Villages in Samoa Improve Sanitation to Stay Healthy
Project Result / Case Study | 27 January 2017
Families in Samoa are cleaning up their neighborhoods, adopting better sanitation practices, and living healthier lives.
Upolu, Samoa – Fuarosa Heather, a young mother from a small village on Upolu, one of Samoa’s main islands, says her two children used to miss school a lot because they were sick.
“The daily activities of my kids were often disrupted and I was not even aware that its cause was just within our backyard,” she said.
It was an old, sub-standard septic tank that was contaminating her family’s drinking water and making her kids sick. The same problem affects families in many other Samoan villages. As a result, Samoa in recent years has had one of the highest rates of water-borne diseases, such as typhoid, in the Pacific.
“I am happy that my kids are now healthier”
The situation has improved in some areas since the launch of the Community Sanitation Project in 2014.
The government, in cooperation with the Asian Development Bank and the Japan Fund for Poverty Reduction, is using the project to teach people about the importance of proper sanitation and support the building and maintenance of sanitation systems in Samoan villages.
New information prompts new thinking
The project targets low-income households with poor sanitation systems in three coastal areas of Upolu island. Due to low levels of health awareness, the project had some challenges gaining traction.
“At first, we were reluctant to adapt to the new system,” said Valaauina Malo, the head of Eva, one of the participating villages. “But we found the consultations very informative. We learned how our behavior was contaminating our water sources as well as the coast where we get some of our food supply.”
Where there is demand, the project provides subsidized sanitation equipment to low-income households. This comprises a plastic tank system that can hold up to 3,200 liters of water. Local people provide the labor, as well as basic construction materials such as sand and rocks. Villagers are also taught how to maintain their new septic tanks once they are installed.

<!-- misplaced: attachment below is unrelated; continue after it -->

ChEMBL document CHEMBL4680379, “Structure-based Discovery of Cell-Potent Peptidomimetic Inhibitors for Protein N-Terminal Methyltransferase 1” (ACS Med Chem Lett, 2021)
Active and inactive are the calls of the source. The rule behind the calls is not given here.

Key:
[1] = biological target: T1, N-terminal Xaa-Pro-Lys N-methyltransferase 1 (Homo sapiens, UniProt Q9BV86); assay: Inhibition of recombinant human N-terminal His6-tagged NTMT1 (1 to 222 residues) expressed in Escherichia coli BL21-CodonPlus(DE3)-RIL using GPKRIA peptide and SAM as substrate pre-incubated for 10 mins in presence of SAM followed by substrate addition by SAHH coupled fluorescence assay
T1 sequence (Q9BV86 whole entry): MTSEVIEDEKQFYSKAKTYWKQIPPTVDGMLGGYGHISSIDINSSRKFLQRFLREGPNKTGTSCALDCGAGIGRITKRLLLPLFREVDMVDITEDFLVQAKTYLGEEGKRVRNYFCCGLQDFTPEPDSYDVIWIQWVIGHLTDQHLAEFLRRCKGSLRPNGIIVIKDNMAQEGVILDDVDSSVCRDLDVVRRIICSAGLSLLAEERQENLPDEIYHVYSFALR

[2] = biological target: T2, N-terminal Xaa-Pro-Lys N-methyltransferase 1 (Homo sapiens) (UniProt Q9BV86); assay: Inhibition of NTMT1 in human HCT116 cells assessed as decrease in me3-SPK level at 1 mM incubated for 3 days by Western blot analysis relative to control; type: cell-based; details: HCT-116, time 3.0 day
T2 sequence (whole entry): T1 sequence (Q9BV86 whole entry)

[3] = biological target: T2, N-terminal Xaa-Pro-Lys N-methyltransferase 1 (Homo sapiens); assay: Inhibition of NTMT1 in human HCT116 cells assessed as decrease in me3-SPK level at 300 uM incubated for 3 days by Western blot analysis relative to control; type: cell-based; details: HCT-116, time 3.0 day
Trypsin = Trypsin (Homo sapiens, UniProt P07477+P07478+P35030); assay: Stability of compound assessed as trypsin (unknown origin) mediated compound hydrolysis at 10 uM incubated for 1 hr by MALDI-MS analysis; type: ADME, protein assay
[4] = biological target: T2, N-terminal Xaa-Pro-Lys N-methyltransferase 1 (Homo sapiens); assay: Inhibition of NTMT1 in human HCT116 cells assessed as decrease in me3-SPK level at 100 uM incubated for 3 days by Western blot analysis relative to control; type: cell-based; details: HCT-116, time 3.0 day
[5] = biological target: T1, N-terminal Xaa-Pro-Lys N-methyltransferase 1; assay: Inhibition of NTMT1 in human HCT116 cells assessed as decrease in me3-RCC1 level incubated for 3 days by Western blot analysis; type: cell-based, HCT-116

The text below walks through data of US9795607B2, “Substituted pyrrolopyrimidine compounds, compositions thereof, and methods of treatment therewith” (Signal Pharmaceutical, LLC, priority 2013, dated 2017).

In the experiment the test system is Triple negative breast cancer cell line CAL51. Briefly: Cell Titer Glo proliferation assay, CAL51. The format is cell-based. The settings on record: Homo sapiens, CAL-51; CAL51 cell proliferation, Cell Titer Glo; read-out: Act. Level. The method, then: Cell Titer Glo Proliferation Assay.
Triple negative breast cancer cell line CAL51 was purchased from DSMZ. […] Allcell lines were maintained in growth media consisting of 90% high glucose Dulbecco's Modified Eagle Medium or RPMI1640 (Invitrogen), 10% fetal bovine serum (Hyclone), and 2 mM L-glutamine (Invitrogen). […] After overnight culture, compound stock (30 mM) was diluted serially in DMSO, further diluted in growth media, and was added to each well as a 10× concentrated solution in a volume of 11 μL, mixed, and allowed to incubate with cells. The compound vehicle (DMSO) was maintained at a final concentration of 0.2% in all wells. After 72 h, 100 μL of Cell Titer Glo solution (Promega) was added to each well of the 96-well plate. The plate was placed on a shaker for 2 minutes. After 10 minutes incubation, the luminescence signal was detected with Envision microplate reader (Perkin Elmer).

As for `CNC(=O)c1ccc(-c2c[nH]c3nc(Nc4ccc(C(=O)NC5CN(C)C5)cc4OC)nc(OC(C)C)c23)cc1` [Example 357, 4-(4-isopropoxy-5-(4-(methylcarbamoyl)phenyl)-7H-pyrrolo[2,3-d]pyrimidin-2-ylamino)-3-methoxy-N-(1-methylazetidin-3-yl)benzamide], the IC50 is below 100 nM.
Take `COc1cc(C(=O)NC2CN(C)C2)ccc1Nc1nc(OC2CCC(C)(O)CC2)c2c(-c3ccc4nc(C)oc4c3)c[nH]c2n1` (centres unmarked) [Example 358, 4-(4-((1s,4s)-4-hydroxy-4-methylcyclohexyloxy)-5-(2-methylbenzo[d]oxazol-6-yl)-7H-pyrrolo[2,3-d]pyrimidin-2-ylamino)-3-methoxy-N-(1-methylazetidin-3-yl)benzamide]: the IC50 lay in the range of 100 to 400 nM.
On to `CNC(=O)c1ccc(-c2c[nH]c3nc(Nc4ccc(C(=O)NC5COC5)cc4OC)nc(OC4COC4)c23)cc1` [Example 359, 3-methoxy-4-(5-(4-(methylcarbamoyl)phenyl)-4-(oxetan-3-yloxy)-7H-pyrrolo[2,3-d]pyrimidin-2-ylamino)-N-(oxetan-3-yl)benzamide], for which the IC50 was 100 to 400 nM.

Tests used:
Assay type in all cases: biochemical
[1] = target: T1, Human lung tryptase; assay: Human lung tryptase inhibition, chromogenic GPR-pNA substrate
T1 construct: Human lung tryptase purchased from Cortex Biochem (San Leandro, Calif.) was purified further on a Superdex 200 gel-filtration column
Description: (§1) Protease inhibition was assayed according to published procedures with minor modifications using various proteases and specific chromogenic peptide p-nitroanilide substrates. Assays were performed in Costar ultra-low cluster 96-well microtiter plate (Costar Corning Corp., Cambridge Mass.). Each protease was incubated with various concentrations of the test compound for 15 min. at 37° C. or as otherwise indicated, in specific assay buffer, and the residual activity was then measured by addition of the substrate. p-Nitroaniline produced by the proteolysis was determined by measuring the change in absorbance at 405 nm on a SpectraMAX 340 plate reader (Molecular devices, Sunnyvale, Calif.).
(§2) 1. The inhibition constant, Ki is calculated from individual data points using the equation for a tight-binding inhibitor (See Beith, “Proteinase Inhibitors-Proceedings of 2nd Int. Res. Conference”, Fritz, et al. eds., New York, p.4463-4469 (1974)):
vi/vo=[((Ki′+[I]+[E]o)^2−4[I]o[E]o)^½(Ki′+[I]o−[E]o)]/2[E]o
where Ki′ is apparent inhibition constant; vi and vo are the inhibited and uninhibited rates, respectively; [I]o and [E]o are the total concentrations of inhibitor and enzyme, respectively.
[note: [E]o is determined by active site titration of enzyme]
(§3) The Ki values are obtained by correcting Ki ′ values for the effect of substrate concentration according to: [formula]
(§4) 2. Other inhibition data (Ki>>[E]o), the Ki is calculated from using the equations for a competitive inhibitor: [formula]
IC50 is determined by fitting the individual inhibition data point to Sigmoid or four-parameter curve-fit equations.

Better sanitation, better health
Nearly 800 households had benefited from new septic systems by mid-2016 and the accompanying public awareness campaign is expected to reach around 15,000 people by early 2017.
Toleafoa Fetoloai Alama, a project official, says raising awareness of the benefits of better sanitation is key to the sustainability of the project.
“Our team can only help communities within the project timeframe,” she said. “With the public awareness campaign, we aim to teach villagers to take responsibility in maintaining their facilities and ensure that the natural resources within their community are also protected.”
In some villages, household septic tanks were draining directly into nearby streams or onto beaches, damaging marine life in coastal and mangrove areas. In many villages where poor sanitation was damaging natural resources, the project has led to wider environmental improvements.
Wastewater treatment has improved due to the new septic tanks and village education, and so has the water quality in participating villages. Heather says her family is now more conscious of good sanitation practices.
“I learned a lot from the consultations, particularly about the connection between what we do within our backyard and the environment,” she said. “I am happy that my kids are now healthier.”